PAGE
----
by Christie Bell, President Christie Bell, Inc., Certified Licensing Professional, and MTIP SBIR Consultant
You discovered a unique solution to a problem. It might even be the next big thing! While it’s tempting to jump head first into realizing your idea, take a step back before making a potentially costly mistake. If you plan to make, use, or sell your invention, according to Title 35 U.S. Code § 271, you could be liable for infringement if there is “prior art” or evidence that the idea is already in existence. Research into prior art isn’t straight forward, but you can get a preliminary idea before deciding to hire a patent attorney to conduct a professional patent search.
A thorough patent investigation starts with a search by you, the inventor. It’s not enough that Walmart doesn’t sell a version of your solution, or that a Google search revealed no similar products. In his Patent Search 101 Tutorial, Gene Quinn, founder of IP Watch Dog®, clarifies two critical reasons to search for patents that correlate with your idea., You will: 1) familiarize yourself with prior art; and 2) become informed on prior art so you can focus on what makes your invention unique.
Start your search at the United States Patent and Trademark Office (USPTO). The USPTO is the U.S. Department of Commerce agency that issues patents to inventors, and trademark registrations for product and intellectual property identification. Begin your USPTO patent search process by reviewing the office’s help section or viewing a comprehensive video presentation on how to conduct a patent search.
In addition to USPTO, try Free Patents Online (FPO) which was developed to make patent research faster, easier, and more accessible. The FPO database is funded by advertisers so expect to tolerate sideline product pitches. Paid subscriptions are available for advanced services such as AcclaimIP, FPO’s patent landscape and analysis tool. You can customize search criteria for US Patents, US Patent Applications, European Patents (EP), as well as abstracts of Japanese, World Intellectual Property Organization (WIPO), and German patents. FPO’s search engine is driven by keywords and patent hits are provided in the form of an easy-to-read table with clickable links to patent summaries including the patent and application number, abstract, inventors, filing and publication date, assignee, patent images and more.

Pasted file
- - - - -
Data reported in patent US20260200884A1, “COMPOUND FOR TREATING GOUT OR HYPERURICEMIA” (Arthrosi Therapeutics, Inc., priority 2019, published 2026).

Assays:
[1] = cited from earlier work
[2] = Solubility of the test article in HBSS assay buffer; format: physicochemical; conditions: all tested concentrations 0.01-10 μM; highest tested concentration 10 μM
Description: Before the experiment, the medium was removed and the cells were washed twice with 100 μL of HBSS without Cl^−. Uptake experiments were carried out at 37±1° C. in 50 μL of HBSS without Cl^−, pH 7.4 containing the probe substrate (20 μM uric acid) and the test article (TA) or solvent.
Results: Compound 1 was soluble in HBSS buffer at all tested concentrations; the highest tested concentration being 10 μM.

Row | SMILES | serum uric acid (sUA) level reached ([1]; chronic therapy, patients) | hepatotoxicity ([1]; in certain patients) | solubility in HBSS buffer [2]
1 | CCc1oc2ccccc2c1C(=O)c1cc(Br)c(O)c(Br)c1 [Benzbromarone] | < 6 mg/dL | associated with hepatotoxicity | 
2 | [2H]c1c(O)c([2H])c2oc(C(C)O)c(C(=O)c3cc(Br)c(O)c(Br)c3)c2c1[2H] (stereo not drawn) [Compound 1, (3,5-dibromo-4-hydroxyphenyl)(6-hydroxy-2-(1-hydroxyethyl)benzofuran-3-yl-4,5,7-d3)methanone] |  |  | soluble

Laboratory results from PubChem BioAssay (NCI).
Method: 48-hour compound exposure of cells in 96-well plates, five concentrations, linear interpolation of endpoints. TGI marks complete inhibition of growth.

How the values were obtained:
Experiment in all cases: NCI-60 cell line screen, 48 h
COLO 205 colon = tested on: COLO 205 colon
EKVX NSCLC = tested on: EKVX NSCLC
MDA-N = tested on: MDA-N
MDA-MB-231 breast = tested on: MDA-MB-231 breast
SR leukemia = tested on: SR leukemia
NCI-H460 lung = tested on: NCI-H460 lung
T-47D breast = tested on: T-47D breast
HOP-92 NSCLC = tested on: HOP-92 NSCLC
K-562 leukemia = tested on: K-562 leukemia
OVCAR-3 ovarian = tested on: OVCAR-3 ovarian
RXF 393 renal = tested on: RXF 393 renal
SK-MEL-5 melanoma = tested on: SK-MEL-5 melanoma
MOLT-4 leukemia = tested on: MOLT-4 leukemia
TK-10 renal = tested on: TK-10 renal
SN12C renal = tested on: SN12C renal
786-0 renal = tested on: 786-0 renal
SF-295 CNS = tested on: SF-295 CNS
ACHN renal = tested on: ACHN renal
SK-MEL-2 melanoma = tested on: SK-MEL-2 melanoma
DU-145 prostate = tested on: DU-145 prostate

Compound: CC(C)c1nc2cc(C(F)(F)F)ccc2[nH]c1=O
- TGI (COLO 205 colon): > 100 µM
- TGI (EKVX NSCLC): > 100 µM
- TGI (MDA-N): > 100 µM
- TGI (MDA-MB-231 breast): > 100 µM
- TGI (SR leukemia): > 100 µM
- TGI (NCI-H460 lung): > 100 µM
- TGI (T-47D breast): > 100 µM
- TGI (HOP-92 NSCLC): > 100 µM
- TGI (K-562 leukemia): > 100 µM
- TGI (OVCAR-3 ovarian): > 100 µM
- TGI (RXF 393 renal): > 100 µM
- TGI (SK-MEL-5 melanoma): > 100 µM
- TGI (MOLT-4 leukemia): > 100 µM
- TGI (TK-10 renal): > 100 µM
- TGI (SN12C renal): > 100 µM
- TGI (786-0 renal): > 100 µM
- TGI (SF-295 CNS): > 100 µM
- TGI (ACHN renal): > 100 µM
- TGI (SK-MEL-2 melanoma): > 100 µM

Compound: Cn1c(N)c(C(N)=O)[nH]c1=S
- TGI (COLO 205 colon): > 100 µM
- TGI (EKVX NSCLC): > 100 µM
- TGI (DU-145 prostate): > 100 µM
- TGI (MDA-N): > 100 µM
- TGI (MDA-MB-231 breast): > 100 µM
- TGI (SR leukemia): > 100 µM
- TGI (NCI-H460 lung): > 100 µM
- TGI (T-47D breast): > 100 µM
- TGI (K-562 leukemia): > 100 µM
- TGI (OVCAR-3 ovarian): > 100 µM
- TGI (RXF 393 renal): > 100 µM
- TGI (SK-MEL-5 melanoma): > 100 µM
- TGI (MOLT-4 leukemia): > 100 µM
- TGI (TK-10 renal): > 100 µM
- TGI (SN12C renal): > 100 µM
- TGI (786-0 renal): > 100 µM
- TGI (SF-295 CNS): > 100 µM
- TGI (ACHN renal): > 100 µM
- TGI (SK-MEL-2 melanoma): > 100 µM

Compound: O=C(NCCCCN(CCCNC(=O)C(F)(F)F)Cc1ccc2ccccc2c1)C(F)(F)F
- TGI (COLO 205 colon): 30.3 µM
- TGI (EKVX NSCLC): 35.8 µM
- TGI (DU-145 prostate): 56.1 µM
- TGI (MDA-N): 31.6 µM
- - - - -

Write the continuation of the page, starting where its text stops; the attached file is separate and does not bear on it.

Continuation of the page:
Google Patents, another free resource, allows for the search of patents from around the world, plus technical papers and books. Results include images, downloadable PDFs and citations. The Google Patents database includes full-text documents for the United States, 21 additional countries and WIPO. The search input options include entering a patent publication or application number, freeform text, and inventor or assignee names. Rare among free patent search services, Google Patents allows for the entry of large text blocks to run their Prior Art Finder keyword extractor which will render suggested search terms.
After you’ve completed a comprehensive online search, it’s tempting to stop there and move directly into the patent application process. Not yet. No matter how online savvy you are, you need to protect yourself from potential costly mistakes by hiring an IP attorney to perform a professional patent search. Your intellectual property (IP) may well comprise the backbone of your business. It’s vitally important that you take the necessary precautions to ensure your IP is protected from others making, using or selling your creations. Conducting a preliminary search on your own is an essential first step and will provide a solid basis for any IP attorney you might hire. Contact the Montana Bar Association for information on IP lawyer referrals to ensure the help of a legitimate and knowledgeable professional. This approach will not only protect you from infringing on other inventors but also provide the needed information to tease out why your invention is truly unique. Knowing exactly what sets your idea apart from related inventions and expertly illuminating its distinctive qualities will increase your chances of filing a successful patent application.
Download MTIP’s Innovator’s Guide to learn more about how you can protect your inventions.